You can also find some deals at Sierra Trading Post if you look carefully and frequently. That is where I got my “now ancient” silk base layers. They do a lot of close-outs and factory seconds, so stuff tends to be much cheaper than usual retail prices. They don’t always have my size, but it’s always worth a look before I spend big bucks for a similar thing somewhere else. I’m addicted to Smartwool socks, for instance, and that’s mostly where I get them.
Then there is camo. With starting the learning curve of crossbow and upland hunting last fall, I had some more shopping to do. I did finally find some women’s camo shell pants at Dunham’s (discount sporting goods) on pre-season sale, for which I also had a 20% off coupon. But I had to figure out a way to hem them up several inches without losing the drawstring bottom cuff. I suppose with the drawstring, I could have left them alone, but the MC hammer look just doesn’t flatter me. I also found a shell jacket that matched those pants, and had a 20% coupon for that as well, (thanks to a helpful clerk who had a stash of them – it pays to ask, especially if they keep flyers at the register).
I mentioned the cold, and to that end I found a camo fleece – again at Walmart – for cheap. It was generic woodland camo, and it was in the men’s dept, but it was only nine dollars. In contrast, the licensed camo pattern women’s fleece in the sporting goods dept was twenty. Yes, the sleeves on the generic men’s version were too long, but putting elastic in the cuffs solved that problem. And yes, it wasn’t Cool Licensed Camo TM, but if I’m going to layer a shell over it anyway, who cares? This elastic sleeve trick also works well for the Danskins fleeces that I mentioned above. You don’t need to have a sewing machine to do that either – that can be a simple needle and thread project.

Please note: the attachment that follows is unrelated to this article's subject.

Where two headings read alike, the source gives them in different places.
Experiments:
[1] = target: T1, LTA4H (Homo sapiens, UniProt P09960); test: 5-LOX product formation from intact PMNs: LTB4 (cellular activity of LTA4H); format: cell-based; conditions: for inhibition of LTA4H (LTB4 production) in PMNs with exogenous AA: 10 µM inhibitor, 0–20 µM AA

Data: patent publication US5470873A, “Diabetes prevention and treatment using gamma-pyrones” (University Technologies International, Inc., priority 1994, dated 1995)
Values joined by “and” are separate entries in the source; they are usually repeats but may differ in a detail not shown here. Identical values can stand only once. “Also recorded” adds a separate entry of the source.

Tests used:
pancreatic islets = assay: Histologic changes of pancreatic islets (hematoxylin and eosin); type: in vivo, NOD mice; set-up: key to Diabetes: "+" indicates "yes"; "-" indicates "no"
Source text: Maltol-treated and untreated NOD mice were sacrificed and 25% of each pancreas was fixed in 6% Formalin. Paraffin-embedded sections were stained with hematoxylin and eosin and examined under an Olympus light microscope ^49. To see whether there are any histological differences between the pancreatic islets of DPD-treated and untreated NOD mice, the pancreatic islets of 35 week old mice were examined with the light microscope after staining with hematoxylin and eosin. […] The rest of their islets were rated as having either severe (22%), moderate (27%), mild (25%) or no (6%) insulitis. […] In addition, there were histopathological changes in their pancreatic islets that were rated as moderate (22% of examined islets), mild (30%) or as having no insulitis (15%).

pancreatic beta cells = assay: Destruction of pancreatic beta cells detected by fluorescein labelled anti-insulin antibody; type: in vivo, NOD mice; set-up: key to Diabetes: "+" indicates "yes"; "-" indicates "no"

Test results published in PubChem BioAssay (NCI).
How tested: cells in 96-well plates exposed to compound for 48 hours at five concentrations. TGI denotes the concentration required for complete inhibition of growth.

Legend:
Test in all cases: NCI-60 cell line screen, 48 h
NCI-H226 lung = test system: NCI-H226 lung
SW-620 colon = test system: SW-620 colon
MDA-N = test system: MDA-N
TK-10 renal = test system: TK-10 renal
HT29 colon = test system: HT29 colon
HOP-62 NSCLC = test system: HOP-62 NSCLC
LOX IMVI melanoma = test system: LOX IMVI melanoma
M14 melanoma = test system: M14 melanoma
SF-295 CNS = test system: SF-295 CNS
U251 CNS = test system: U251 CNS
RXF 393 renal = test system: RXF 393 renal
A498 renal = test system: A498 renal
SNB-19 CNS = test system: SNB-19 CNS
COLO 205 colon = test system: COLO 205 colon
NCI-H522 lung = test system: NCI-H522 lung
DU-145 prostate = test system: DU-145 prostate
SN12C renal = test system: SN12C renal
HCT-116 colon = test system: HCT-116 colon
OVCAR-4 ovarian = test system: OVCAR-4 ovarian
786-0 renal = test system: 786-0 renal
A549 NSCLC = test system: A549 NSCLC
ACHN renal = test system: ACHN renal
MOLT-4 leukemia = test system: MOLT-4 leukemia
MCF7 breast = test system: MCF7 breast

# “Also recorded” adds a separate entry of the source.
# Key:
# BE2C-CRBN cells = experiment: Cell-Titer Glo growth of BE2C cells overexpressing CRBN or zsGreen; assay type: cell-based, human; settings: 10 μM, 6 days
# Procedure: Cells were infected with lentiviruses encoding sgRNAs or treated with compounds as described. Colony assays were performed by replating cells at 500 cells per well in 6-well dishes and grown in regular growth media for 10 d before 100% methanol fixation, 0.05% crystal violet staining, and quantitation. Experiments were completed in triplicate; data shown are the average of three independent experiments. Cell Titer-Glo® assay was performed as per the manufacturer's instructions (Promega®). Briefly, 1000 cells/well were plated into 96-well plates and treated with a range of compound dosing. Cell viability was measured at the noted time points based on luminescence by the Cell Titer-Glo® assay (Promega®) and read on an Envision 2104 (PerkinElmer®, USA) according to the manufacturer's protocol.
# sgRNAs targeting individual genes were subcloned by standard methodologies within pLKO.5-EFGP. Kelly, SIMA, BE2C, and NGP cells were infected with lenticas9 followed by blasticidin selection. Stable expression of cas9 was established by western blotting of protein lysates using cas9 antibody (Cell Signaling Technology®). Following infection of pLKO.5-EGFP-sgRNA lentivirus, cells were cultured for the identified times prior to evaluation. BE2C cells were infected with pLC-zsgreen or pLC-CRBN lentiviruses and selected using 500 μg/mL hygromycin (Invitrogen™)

Despite my affinity for off-brands, I did find an incredible name-brand deal in an unlikely place last fall – At Prois. I love the fact that Prois has top quality stuff designed for women. The problem is that it also carries a top quality price tag. I have been just too “cheap” to spring for it before now, especially since I am still on the hunting learning curve, and unwilling to spring for top of the line gear for an activity that I do only infrequently.
But, cruising their site last fall, I noticed that Prois had their Pro-edition jacket marked as a factory second — because the cuff trim wasn’t sewn on properly. That made the price $100 instead of $240, and then I had a $25 visa gift card lying around that I never used. A 200-plus dollar jacket for 75 bucks plus shipping? Yes please. Five minutes of sewing later, I was a winner :-) I wish Prois’ factory supplier would make a bunch more mistakes like that.
Recently, I started another sewing project that is saving me big bucks. I wanted some camo fleece pants for a ladies duck hunt I am attending in November. Cabela’s had camo fleece elastic waist pants for fifty dollars. That was a “no” – because I realized that my favorite fabric store chain was running a fifty percent off fleece sale that same weekend. The fabric sale, combined with a pattern for pajama bottoms that I already had, and – Ta daah! – camo fleece pants. I even had enough left over to combine with other scraps I had, to make a pullover jacket. I’m not exactly a “hoarder”, but a fabric scrap has to be pretty small for me throw it out. That mentality has saved me a load of money over the years.
All of these little savings don’t sound like much, but they can add up to hundreds of dollars over the course of a season. If you aren’t a sponsored shooter and are playing on your own dime, or you are just getting started on a limited budget, every little bit helps. This may even be a make-or-break proposition for a mom who is trying to squeeze a new hobby out of an already stretched family budget. The possibilities and savings are endless – if you pay attention and use a little ingenuity.